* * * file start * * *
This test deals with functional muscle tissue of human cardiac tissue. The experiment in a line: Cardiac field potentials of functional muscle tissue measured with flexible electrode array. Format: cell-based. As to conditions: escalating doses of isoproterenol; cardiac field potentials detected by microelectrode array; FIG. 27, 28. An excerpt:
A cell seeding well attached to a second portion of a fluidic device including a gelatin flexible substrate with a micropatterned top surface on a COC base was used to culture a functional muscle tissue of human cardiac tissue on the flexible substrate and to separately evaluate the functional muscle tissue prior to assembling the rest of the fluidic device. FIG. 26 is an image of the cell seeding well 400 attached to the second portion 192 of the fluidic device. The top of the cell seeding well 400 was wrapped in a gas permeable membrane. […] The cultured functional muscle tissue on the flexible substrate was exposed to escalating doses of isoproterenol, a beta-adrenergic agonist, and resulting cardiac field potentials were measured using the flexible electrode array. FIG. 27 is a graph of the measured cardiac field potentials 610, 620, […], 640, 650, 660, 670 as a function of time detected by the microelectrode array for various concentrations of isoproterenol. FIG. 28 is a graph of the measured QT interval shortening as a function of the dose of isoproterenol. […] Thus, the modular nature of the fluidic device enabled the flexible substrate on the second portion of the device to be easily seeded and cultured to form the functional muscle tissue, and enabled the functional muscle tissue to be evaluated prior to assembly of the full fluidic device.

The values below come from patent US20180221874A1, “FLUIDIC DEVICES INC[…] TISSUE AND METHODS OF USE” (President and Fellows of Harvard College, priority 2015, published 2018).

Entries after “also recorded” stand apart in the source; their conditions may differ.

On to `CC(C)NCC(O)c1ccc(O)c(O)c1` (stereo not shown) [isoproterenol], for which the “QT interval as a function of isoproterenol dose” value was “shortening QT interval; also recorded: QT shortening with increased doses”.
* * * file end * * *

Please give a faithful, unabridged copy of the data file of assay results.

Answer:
This test deals with functional muscle tissue of human cardiac tissue. The experiment in a line: Cardiac field potentials of functional muscle tissue measured with flexible electrode array. Format: cell-based. As to conditions: escalating doses of isoproterenol; cardiac field potentials detected by microelectrode array; FIG. 27, 28. An excerpt:
A cell seeding well attached to a second portion of a fluidic device including a gelatin flexible substrate with a micropatterned top surface on a COC base was used to culture a functional muscle tissue of human cardiac tissue on the flexible substrate and to separately evaluate the functional muscle tissue prior to assembling the rest of the fluidic device. FIG. 26 is an image of the cell seeding well 400 attached to the second portion 192 of the fluidic device. The top of the cell seeding well 400 was wrapped in a gas permeable membrane. […] The cultured functional muscle tissue on the flexible substrate was exposed to escalating doses of isoproterenol, a beta-adrenergic agonist, and resulting cardiac field potentials were measured using the flexible electrode array. FIG. 27 is a graph of the measured cardiac field potentials 610, 620, […], 640, 650, 660, 670 as a function of time detected by the microelectrode array for various concentrations of isoproterenol. FIG. 28 is a graph of the measured QT interval shortening as a function of the dose of isoproterenol. […] Thus, the modular nature of the fluidic device enabled the flexible substrate on the second portion of the device to be easily seeded and cultured to form the functional muscle tissue, and enabled the functional muscle tissue to be evaluated prior to assembly of the full fluidic device.

The values below come from patent US20180221874A1, “FLUIDIC DEVICES INC[…] TISSUE AND METHODS OF USE” (President and Fellows of Harvard College, priority 2015, published 2018).

Entries after “also recorded” stand apart in the source; their conditions may differ.

On to `CC(C)NCC(O)c1ccc(O)c(O)c1` (stereo not shown) [isoproterenol], for which the “QT interval as a function of isoproterenol dose” value was “shortening QT interval; also recorded: QT shortening with increased doses”.